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Help i think someone is hacking into my redhat 9 firewall

I was hoping someone could help me to determine how to find out how to prevent this bit of log file below from happing again,
 --------------------- SSHD Begin ------------------------


SSHD Started: 1 Time(s)

Failed logins from these:
   admin/password from 213.22.23.246: 1 Time(s)
   guest/password from 213.22.23.246: 1 Time(s)
   test/password from 213.22.23.246: 1 Time(s)

**Unmatched Entries**
Illegal user test from 213.22.23.246
Illegal user guest from 213.22.23.246
Illegal user admin from 213.22.23.246
 succeeded

 ---------------------- SSHD End -------------------------

The first thing i have done is add this unknown persons IP address to the hosts.deny file.
next could you please tell me the command to find out what new files have been created
and also how to prevent this from happening again.
This would be most apreciated.
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jaxxman
Asked:
jaxxman
1 Solution
 
bobgunzelCommented:
You might try chkrootkit from http://www.chkrootkit.org. Compile it on another computer though.

Bob Gunzel
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jaxxmanAuthor Commented:
i am sorry i am a newbie to linux and i don't have another linux box to compile it on i could probably compile it on same computer with a couple of steps if you tell me what the commands are.
Is there not a quick command i can type to find new created files.

 could i compile chkrootkit on a windows pc or get a rpm version
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marko020397Commented:
If someone breaks into your computer usualy wants to cover up his precense. Usualy programs like ps, top, w, last,... which show processes or users are altered to hide the intruder.

Use tha command "rpm -Va" to check which files installed on your computer were changed and how they were changed. This will not show you newly installed files but it will show you changed files. It is a pretty good indicator to see it someone uninvited is in your computer. Type "man rpm" for details about it.

Of course intruder can also replace your rpm program to hide changed filed but is usualy not done. And try "which [command]". For instance "which rpm" or "which ps" to see if the right one program is called.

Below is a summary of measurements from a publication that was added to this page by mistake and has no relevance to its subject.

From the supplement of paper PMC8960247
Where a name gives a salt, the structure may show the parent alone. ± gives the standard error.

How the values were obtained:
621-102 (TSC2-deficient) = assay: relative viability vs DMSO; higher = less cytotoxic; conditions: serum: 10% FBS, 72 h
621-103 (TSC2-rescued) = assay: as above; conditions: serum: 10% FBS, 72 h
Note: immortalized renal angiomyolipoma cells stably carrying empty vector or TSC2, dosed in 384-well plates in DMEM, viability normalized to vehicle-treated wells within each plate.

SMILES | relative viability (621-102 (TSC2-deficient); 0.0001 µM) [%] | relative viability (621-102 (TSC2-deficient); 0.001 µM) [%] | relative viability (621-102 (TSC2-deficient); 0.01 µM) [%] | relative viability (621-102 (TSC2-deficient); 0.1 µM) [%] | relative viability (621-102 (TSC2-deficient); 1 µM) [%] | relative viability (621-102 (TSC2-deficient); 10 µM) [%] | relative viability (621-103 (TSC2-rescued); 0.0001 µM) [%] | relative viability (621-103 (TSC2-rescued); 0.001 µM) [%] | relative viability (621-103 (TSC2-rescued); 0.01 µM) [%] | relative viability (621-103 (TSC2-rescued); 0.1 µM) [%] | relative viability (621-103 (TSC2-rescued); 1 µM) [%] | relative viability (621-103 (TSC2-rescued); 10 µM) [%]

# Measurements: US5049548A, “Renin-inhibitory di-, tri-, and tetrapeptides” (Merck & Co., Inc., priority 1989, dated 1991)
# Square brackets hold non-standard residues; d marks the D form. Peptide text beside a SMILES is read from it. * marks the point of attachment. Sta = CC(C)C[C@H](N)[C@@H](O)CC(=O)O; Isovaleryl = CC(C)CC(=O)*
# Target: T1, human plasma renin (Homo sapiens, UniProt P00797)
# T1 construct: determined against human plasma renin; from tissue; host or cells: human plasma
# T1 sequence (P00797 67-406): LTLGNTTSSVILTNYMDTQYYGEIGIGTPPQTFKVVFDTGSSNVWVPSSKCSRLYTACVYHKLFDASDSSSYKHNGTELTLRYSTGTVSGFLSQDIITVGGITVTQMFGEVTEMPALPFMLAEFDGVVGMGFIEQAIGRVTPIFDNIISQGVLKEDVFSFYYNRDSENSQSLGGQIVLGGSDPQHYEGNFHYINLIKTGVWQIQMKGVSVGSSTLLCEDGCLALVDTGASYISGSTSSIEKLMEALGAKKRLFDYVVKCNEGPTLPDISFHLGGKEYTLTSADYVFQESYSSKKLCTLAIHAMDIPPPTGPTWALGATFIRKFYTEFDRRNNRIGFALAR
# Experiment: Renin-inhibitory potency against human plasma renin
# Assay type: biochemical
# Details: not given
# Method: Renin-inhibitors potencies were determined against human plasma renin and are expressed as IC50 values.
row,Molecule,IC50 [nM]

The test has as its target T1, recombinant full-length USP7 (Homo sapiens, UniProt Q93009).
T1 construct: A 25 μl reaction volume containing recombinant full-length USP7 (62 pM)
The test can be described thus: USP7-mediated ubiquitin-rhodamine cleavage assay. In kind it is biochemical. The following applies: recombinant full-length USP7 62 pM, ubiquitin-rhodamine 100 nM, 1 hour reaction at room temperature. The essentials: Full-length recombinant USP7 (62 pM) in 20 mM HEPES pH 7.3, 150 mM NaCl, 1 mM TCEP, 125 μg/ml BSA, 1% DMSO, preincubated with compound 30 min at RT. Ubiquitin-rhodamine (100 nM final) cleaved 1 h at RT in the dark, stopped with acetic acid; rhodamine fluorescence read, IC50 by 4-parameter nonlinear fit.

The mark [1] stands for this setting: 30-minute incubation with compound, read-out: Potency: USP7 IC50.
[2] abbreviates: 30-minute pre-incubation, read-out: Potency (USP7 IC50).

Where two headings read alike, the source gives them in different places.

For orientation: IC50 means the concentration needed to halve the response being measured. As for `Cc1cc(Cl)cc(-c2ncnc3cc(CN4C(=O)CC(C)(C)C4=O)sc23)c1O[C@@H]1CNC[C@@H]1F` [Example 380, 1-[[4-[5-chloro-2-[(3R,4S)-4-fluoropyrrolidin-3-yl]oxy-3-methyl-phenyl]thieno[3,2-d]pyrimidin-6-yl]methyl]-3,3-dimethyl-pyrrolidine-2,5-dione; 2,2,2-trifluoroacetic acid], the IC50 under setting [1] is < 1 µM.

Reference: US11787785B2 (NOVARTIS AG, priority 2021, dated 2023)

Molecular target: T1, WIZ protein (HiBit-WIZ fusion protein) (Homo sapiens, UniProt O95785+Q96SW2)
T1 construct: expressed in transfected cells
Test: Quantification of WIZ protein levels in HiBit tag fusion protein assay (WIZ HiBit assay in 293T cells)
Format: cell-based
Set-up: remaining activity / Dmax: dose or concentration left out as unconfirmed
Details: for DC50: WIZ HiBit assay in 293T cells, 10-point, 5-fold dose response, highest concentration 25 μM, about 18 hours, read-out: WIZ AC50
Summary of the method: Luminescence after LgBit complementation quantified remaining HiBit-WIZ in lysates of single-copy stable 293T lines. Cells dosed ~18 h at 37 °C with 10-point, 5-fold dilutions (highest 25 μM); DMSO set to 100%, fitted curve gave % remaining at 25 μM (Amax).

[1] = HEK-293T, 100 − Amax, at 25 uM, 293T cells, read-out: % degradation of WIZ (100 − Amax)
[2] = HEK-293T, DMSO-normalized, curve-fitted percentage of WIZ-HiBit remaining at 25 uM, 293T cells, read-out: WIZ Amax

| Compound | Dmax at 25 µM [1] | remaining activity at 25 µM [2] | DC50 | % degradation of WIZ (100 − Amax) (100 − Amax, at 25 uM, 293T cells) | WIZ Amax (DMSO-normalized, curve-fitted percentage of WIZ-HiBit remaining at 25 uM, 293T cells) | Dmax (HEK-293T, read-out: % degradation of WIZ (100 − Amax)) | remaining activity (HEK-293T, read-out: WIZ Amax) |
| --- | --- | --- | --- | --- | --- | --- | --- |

Too see if some files were added you could generate a list of all files and check them periodically. You can also use find command with some of options amin, atime, anewer, cnewer,...

For instance "find / -atime 1" should find all the files accessed within last 24 hours. Again look at "man find" for details.
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jaxxmanAuthor Commented:
thank for this, i am also going to use the chkrootkit do you use it too
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jaxxmanAuthor Commented:
i can't download chkrootkit where else can i download it
can you help me to get it and install it, i have read the install instructions and it looks pretty easy all i have to do is extract it using tar command and run the command:- make sense
then to run the program its.
./chkrootkit


Is this correct?
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admin0Commented:
apart from chkrootkit, another great tool is rootkithunter(rkhunter) from http://www.rootkit.nl/

Chkrootkit and rkhunter will give you a detailed security summary.

for chkrootkit,
download, extract, change into the directory
make sense ENTER
./chkrootkit   <- to run the app and see the output

for rkhunter,
download, extract, change into the directory
./installer.sh  ENTEr

rkhunter -c  <- to run the app and see the detail output.


rkhunter will provide you with many reports!.

If you continue to run SSH on port 22, there will always be someone trying to login and try his luck.
so best is to change the SSH port to something else.

to do that
login to the server as root
edit the file /etc/ssh/sshd_config

#Port 22
#Protocol 2,1

change that line to read

Port 5335  
Protocol 2

<- you can replace 5335 with anything that you wish.. probably a higher number .  5555

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admin0Commented:
I forgot to add, after you made changes to the file, you need to

/etc/rc.d/init.d/sshd restart  

to activate the changes.
Next time you want to login, use the port that u have specified above.


Cheers,
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jaxxmanAuthor Commented:
thanks
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